COMMENTARY | Brandon Phillips is a 32 year old second baseman who has seen his offensive production decline right in line with what you would expect from somebody his age. He is a fantastic defensive second baseman, but defense relies on speed and reflexes, which will also decline as Phillips gets older. In short, he is a very talented but aging second basemen locked in to the type of multi-year contract that teams end up regretting over the final two or three years.
But to listen to the excited reaction to a recent rumor that the Braves are interested in acquiring Phillips from the Cincinnati Reds, you'd think he was the second coming of Rogers Hornsby. I would advise Braves fans to reign in the excitement, because acquiring Phillips could very well be a disaster.
Again, this is not necessarily a jab at Phillips as a player. He's one of the very best second baseman around. But this is an indictment on both how major league players decline in performance right around Phillips age, and also a caution in how much the Reds would demand in return.
For Braves fans, it shouldn't be too difficult to find a cautionary example of an aging second baseman. Once upon a time the Braves acquired a 31 year old, power hitting second baseman who was coming off of a season with 105 RBIs and 33 home runs. They proceeded to extend his contract to pay out approximately 13 million a year for five years. The Braves are now trying as hard as they can to get from underneath the handcuffing contract of Dan Uggla.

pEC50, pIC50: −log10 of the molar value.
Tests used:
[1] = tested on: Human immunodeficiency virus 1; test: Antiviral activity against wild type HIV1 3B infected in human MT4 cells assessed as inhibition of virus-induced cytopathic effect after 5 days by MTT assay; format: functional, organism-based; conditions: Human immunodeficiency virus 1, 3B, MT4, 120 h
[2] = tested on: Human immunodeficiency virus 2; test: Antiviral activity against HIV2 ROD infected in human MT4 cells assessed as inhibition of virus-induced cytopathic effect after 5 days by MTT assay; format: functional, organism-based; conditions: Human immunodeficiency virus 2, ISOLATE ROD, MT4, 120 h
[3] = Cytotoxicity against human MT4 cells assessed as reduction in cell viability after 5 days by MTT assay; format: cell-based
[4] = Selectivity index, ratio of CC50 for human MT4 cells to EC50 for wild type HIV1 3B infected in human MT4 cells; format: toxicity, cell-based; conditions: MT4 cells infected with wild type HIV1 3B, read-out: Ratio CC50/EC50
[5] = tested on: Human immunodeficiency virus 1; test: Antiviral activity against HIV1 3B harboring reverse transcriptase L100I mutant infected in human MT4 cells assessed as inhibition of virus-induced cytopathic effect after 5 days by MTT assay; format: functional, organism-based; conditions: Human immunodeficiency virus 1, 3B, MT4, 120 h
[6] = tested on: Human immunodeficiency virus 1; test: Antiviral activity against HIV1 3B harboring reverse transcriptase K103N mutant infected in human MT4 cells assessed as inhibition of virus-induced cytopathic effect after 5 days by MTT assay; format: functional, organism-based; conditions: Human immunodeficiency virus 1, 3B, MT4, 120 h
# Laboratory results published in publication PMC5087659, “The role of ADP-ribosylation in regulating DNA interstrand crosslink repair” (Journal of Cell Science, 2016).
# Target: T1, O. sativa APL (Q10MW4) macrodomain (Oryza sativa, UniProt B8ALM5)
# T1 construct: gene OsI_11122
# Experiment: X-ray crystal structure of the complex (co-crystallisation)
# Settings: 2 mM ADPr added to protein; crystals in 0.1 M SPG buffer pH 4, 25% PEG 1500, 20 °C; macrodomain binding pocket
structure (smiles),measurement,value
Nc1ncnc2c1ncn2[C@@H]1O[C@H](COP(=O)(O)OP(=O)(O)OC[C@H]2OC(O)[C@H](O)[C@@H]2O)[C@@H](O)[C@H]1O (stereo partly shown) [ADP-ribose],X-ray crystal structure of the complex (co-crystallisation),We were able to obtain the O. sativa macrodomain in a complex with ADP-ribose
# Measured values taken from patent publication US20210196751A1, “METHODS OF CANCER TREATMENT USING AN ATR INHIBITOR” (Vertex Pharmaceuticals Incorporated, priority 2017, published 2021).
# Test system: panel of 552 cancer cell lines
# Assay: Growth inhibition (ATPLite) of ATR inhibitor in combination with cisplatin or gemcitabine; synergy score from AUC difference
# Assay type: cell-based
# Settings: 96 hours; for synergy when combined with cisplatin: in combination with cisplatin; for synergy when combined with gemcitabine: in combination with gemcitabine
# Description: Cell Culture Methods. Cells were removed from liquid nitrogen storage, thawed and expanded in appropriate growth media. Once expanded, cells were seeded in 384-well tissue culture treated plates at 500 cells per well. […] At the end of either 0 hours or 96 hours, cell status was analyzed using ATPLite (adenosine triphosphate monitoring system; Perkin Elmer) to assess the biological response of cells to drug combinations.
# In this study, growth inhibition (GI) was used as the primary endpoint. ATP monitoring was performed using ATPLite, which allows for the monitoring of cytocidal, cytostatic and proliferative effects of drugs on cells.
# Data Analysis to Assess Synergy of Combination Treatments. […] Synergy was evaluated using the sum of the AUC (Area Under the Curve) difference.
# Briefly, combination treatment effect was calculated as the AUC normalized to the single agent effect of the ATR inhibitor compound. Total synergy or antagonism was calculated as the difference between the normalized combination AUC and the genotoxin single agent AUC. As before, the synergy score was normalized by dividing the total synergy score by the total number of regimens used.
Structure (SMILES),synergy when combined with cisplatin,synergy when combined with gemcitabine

And if the rumors hold true, they hope to replace Uggla with... a 32 year old second baseman coming off of a season with 18 home runs and 100 RBIs, who is due to make just over 12 million a year for the next four years. Essentially, the move for the Braves would be to acquire a longer, similarly priced contract for better defense and better, yet declining, offensive production.
And unfortunately, there's no chance that a Phillips deal would be a straight up swap of second basemen. Uggla was one of the worst players in the league last year, though he was likely the victim of some bad luck (based on his outrageously low .225 batting average on balls in play) and played in a tough home park for home run hitters. The Reds would be reasonable in demanding a top prospect or two from Atlanta.
This, for me, is where the benefit of the potential trade falls apart. The Braves rely heavily on the production of their homegrown players. Young players are cheap, and the Braves have done an incredible job of developing cheap potential into cheap production. If acquiring Phillips requires parting with a stud like Julio Teheran, or even a "what-if" player like J.R. Graham or Christian Betancourt, than the deal would be a huge mistake for the Braves.
Patrick Richardson is a longtime follower of the Atlanta Braves who started playing t-ball right as Atlanta's record-setting run of division titles began. He is an amateur but enthusiastic sabermetrician.
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